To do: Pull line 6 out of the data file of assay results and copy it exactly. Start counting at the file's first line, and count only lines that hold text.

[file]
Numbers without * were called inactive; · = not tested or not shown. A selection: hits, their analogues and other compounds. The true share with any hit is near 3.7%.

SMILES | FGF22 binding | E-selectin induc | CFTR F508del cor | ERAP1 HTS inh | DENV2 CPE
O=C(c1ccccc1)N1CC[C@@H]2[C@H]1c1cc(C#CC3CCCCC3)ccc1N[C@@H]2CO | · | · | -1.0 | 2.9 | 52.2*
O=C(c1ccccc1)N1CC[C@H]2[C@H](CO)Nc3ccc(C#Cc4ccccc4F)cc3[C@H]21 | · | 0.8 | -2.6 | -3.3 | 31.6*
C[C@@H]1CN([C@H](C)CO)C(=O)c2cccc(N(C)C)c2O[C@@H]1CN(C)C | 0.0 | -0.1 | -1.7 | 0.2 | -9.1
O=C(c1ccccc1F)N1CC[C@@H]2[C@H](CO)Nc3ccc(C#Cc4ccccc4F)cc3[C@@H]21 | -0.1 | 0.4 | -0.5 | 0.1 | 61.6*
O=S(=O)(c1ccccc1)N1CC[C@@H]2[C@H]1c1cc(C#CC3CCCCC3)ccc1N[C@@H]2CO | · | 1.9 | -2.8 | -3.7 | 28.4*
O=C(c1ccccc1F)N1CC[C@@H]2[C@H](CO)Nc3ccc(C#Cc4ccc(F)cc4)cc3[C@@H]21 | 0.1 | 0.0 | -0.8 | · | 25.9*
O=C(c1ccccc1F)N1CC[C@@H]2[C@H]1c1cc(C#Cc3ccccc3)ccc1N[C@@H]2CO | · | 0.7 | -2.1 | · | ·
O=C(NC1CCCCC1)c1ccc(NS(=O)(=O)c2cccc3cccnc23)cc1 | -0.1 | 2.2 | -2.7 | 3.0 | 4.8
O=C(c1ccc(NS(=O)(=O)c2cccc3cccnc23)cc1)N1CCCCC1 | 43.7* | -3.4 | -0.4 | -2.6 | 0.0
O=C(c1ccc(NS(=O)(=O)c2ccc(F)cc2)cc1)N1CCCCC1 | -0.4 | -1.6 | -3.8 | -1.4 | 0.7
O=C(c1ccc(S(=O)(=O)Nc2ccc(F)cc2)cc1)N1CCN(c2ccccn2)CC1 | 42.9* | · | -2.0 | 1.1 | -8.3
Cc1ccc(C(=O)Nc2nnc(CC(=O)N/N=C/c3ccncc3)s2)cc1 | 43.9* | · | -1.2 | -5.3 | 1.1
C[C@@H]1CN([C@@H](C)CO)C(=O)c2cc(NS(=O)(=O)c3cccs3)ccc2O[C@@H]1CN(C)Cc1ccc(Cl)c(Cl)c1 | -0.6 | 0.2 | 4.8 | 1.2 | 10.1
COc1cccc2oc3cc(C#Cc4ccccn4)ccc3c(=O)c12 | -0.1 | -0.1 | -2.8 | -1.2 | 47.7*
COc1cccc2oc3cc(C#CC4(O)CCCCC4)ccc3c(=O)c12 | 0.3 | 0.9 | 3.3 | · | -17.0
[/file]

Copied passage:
O=C(c1ccccc1F)N1CC[C@@H]2[C@H](CO)Nc3ccc(C#Cc4ccccc4F)cc3[C@@H]21 | -0.1 | 0.4 | -0.5 | 0.1 | 61.6*